Four Lakes in Columbia

Maryland has no natural lakes. Thus, to find a place with several lakes that look completely natural, with many lovely scenes, and walking paths so you can enjoy the scenery, is a wonderful discovery. Over the years, I’ve enjoyed Columbia’s lakes throughout the seasons.

If you’re a fan of the new and popular Pokémon Go, these lakes offer multiple Pokéstops and Pokégyms; because the paths wind closely to the water, you’ll also find many, many magikarp.

I’ve lived in Howard County, MD, for more than two decades. It’s the lakes that keep me here. I realized recently that these lakes, which yes, I do take for granted, might themselves be a worthy day trip destination. Like Patapsco Valley State Park, I visit the lakes often, multiple times a month. Early morning and after dinner are my favorite times to visit — inevitably we’ll see herons and Canada geese. At Centennial lake, it’s likely we’ll see deer and fox as well. Columbia’s bike paths connect all the lakes, an example of the genus of James Rouse, founder of Columbia.

In fact, one of my favorite lakes for a morning or evening stroll is Centennial Lake.  Located within, and anchoring, a 337-acre park, at 54-acres, this is one of the largest local lakes. Like Columbia’s other lakes, Centennial is man-made, secured by an earthen dam, but it has become home to a variety of wildlife such as white-tailed deer, beavers, foxes, turtles, herons, and other bird species.

As with all the lakes, you can walk, run or bike the 2.6-mile paved pathway that meanders around the lake, and you can rent kayaks or paddle-boats to go out on the lake itself. It’s where I introduced my family to kayaking and had to yell at my youngest who was intent on chasing the Canada geese — by kayak! As with most urban parks, you’re never quite alone. But a walk around the lake will tire out a beagle and help you feel at one with your world again. Multiple pavilions offer sheltered picnicking and grilling, making this one of the most popular destinations in the area. In addition, a simple refreshment stand offers a variety of sandwiches, drinks and ice-creams, with picnic tables where you can enjoy the view of the lake while you dine.

Getting there: 10000 Route 108.  Ellicott City, MD 21042

Lake Elkhorn is my favorite of Columbia’s lakes and this is where we’ll head most often, including this morning (tired beagles are happy beagles and even happier owners!). This 37-acre lake was built by the Columbia Association in 1974, and has a watershed of about 2,500 acres. The path around Lake Elkhorn is two miles, and is likewise popular with bicyclists, dog walkers, joggers and runners, and those who simply want to stroll; as you circle the lake, different perspectives of the lake and opposing shore come into view, providing constant interest. Along with the typical song birds, I’ve often seen heron and on several occasions through the years, orioles of the bird variety, not the fans or baseball players.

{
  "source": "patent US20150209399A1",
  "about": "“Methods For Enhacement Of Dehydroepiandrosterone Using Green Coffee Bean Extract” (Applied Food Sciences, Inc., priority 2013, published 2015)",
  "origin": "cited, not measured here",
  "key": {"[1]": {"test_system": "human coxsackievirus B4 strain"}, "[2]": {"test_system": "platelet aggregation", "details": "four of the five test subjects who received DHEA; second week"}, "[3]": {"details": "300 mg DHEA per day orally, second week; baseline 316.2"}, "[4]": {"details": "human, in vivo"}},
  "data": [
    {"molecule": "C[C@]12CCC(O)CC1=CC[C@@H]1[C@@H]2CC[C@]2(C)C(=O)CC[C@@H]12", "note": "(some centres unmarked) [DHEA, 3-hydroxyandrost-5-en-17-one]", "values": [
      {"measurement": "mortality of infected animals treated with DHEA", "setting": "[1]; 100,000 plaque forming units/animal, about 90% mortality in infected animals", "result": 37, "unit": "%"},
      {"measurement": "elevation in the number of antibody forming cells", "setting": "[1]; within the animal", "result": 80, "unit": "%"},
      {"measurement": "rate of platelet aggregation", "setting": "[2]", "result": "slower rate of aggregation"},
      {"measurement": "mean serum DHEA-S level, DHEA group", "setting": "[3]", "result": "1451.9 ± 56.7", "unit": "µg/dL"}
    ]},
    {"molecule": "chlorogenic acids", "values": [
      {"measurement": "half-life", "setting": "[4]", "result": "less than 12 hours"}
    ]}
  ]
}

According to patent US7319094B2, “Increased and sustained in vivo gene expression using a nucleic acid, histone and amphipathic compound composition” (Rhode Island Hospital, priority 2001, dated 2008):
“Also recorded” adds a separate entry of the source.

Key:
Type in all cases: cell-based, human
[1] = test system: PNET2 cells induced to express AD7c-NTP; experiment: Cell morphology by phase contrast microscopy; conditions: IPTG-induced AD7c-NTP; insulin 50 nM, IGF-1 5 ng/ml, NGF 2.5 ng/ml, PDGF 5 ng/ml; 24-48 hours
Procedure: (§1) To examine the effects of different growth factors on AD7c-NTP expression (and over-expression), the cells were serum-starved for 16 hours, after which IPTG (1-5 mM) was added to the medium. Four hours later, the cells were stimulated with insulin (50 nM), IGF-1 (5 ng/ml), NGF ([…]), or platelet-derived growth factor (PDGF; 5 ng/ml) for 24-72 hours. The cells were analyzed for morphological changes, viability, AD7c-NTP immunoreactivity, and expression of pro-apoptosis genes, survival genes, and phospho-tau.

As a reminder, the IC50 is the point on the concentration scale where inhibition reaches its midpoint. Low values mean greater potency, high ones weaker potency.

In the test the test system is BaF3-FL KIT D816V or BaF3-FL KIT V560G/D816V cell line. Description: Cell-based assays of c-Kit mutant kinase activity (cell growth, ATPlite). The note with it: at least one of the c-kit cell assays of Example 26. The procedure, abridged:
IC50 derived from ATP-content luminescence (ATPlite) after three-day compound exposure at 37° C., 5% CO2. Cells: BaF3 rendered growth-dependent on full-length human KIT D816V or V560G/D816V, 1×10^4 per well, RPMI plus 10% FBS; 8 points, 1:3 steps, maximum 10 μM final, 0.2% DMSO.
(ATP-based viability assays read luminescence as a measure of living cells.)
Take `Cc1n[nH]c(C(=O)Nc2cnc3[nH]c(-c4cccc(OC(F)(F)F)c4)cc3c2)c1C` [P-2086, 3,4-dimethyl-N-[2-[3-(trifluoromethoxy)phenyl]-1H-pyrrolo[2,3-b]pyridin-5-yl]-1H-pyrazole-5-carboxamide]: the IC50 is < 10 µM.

As with the other lakes, it is stocked with trout each spring, and it’s likely you’ll encounter folks fishing. A convenient boat dock allows for quiet relaxation on the lake, although unfortunately, there are no kayak rentals at this lake. Although homes line the shores, there’s usually a wooded buffer, so for most of the walk it feels as if you’re away from the hustle and bustle of it all, a green oasis in the midst of suburbia.

Getting there: 6800 Cradlerock Way,  Columbia, MD 21046

Lake Kittamaqundi, in Columbia Town Center, is a 27-acre man-made lake. Its name, taken from the first recorded Native American settlement in Howard County, means “meeting place.” The lake features a boathouse with a wooden pier and a launching ramp along its western shore. Nomanizan Island, located in Lake Kittamaqundi, can be reached by boat and is a popular gathering spot.

After a nice walk around this lake, visit one of Columbia’s lakeside restaurants for a tasty meal and to watch the boaters out on the water.

Getting there: 10221 Wincopin Circle,  Columbia, MD 21044

Where Wilde Lake is now was originally a low-lying meadow of rough grass featuring a small stream, until Columbia’s founder came along and decided that, yeah, the place could use another lake! As with Lake Elkhorn, this lake is created by a dam, which stands 15 feet high and 200 feet wide with the dam face constructed of four poured concrete steps, embedded with logs to achieve a sort of beauty with the cascading water.

Wilde Lake flows downstream into Lake Kittamaqundi. The path around Wilde Lake is 1.46 miles; and ironically, given it’s name, this lake is the least wild of all four lakes — you walk along the lake, next to condos, apartments, townhouses, and single family homes, all well cared for and lovely, with carefully tended landscaping and hanging baskets of flowers. You’re right next to the heart of Columbia, the epitome of suburbia, but you’re walking through a lovely, quiet neighborhood. Such is the genus of James Rouse, founder of Columbia.

Getting there: Parking can be accessed off Hyla Brook Road in The Birches neighborhood off Little Patuxent Parkway.

Hours: Dawn through dusk.

Dogs: Practically mandatory!

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